Monday, October 23, 2006
Help Me Howard: Windstorm
A lot of us are dealing with sticker shock when it comes to our windstorm insurance this year, but one man called Help Me Howard after he had to go through it twice. Here's the Night Team's Patrick Fraser.
WSVN -- James Magill is a collector.
James Magill: "I collected everything. Here you go with baseball cards, football cards, basketball cards."
But by far his favorite: Records.
James Magill: "This is 10,000 records."
Now for people who grew up on DVDs, music used to play on these 45s.
And if you remember them then you probably remember this: A jukebox -- which James fills with oldies.
James Magill: "I used to get them for a nickel and dime at Good Will and Salvation Army."
That was when gas was 50 cents, and you did not have to be rich to afford homeowner's insurance.
James Magill: "I call it extortion. Extortion, I'm being extorted."
James was stunned when he got his homeowners insurance bill this year.
James Magill: "Three thousand dollars. That was almost an increase of 300."
James didn't like it, but he knew he had to write the check.
James Magill: "To me that was a contract from June 25th, 2006 to 2007, $3,000. I paid it. I didn't like it, but I paid it."
Then, a few weeks later, he got another letter from his insurance company.
James Magill: "We want you to pay $5,000 more within two weeks."
James was floored. Not only was the time to raise another $5,000 unfair, but he thought his year-long policy that he had paid for was supposed to be good for the year.
James Magill: "I would think that if they send you a bill or policy, and the policy is in effect for a year, that's a contract."
He battled his insurance company, andm like the rest of us, lost.
But to find out if an insurance company can stop in the middle of a policy and raise their rates, James called Help Me Howard.
Howard Finkelstein: "No, insurance is a contract, and you cannot change the terms in the middle. Unless the insurance company determines that the house is underinsured -- meaning if the coverage is lower than what it would cost to rebuild it -- then the insurance company can ask you to increase your coverage."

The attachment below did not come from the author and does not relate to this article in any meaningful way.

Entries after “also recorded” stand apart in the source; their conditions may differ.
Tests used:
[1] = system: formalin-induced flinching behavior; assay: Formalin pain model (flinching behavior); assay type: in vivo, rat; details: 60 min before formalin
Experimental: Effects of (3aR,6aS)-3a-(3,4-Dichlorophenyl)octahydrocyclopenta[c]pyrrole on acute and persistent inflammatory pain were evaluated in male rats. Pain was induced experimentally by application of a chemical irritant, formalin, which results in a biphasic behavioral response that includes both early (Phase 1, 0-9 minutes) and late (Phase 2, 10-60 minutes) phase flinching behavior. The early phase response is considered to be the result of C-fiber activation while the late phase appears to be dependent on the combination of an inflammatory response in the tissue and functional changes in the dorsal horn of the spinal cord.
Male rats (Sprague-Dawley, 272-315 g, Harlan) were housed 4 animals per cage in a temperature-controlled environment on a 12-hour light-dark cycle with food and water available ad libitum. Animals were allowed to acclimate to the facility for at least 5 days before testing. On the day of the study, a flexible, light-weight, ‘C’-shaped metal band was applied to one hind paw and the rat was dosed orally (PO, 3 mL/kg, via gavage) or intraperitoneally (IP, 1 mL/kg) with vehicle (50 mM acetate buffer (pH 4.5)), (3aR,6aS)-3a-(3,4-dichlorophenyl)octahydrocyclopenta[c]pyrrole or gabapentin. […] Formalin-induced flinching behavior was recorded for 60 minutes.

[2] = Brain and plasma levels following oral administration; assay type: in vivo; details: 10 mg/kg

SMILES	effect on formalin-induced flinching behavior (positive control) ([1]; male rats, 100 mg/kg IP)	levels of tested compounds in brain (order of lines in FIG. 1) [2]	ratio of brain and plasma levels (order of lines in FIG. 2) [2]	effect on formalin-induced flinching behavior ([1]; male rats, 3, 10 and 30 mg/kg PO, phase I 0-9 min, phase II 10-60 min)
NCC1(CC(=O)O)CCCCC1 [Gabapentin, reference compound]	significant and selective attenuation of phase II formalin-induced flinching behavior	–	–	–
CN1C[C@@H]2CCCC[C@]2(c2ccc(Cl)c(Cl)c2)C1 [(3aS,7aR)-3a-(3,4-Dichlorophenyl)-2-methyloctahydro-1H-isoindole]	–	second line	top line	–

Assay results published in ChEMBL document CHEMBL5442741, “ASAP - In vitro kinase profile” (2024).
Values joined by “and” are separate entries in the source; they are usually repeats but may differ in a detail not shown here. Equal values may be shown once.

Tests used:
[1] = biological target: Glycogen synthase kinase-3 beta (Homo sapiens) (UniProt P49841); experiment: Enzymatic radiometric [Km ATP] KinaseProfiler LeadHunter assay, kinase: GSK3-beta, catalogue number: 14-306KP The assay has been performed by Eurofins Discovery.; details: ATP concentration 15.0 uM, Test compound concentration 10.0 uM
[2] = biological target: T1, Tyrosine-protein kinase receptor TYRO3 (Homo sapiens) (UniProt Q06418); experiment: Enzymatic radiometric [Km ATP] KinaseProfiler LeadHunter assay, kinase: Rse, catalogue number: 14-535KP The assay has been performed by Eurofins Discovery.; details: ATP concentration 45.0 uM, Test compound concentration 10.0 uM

And that's just what happened in this case. When Help Me Howard contacted Florida Peninsula, they told us James was insured up to $114,000. But based on their assessment of his home this year, they determined it would take $333,000 to rebuild his house at current construction rates.
So that's why they sent him a new bill telling him he had to increase his coverage.
Howard says if you get a similar bill, you can refuse the increase.
Howard Finkelstein: "Of course, if you do that, the insurance company can refuse to renew you. The best thing to do: don't assume the insurance company knows what it will cost to rebuild your home. Talk to some contractors to get an estimate. Bottom line: you don't want to insure it for too much or too little. You need to find the value that's just right ... to keep your premiums as low as possible."
In James' case, the insurance company lowered the insured value of his home.
That dropped his insurance bill by $1,100.
James says that is good, but he still had to pay $9,000 for insurance, which he will not be able to do for long.
James Magill: "I'm getting ready to retire. Do you think I'm going to be able to pay that kind of money on a retirement salary?"
Now, before you try to lower your reconstruction rate, if your house is totally destroyed, you will only get the amount of money it was insured for.
So if you insure for $250,000 and it takes $350,000 to rebuild your house, that $100,000 difference comes out of your pocket. If you don't have it, your home may never get rebuilt. Needless to say, home insurance has become a frightening mess.
Blown away by a problem? Want to construct a solution? Contact us. Our legal advice is not at a premium, but it's accurate, and it's free.
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